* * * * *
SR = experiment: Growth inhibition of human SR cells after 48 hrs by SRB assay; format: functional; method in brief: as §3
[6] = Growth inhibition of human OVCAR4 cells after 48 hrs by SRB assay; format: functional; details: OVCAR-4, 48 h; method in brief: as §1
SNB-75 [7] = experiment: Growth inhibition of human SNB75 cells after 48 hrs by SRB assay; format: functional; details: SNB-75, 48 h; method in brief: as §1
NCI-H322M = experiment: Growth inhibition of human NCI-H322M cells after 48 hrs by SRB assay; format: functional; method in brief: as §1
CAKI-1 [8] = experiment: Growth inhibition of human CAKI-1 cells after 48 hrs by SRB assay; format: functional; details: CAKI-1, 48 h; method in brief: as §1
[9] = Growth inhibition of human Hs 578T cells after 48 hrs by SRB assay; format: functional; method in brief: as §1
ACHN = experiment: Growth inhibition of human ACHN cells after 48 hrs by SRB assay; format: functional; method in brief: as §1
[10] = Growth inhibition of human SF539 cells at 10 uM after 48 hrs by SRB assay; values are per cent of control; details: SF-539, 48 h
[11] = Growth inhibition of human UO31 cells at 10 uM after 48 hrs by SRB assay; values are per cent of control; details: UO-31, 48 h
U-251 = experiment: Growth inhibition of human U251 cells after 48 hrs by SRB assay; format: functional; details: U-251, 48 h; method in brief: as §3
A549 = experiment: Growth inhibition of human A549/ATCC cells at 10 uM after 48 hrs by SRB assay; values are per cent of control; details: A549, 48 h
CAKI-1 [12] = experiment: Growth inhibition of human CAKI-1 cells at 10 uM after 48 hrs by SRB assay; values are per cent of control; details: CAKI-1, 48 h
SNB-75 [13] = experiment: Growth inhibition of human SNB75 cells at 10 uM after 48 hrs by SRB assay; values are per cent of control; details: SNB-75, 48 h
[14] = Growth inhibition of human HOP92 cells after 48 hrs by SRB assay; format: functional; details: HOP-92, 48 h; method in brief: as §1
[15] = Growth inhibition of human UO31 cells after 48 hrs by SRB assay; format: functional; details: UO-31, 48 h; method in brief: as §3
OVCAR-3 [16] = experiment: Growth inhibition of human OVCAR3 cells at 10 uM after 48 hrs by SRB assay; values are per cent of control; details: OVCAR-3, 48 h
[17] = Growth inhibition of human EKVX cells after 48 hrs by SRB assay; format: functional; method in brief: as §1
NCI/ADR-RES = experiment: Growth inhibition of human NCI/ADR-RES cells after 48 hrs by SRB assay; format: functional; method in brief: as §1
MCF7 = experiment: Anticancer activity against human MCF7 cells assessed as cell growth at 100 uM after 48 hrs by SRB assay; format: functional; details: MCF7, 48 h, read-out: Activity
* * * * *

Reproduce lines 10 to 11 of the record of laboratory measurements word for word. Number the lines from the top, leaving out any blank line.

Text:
U-251 = experiment: Growth inhibition of human U251 cells after 48 hrs by SRB assay; format: functional; details: U-251, 48 h; method in brief: as §3
A549 = experiment: Growth inhibition of human A549/ATCC cells at 10 uM after 48 hrs by SRB assay; values are per cent of control; details: A549, 48 h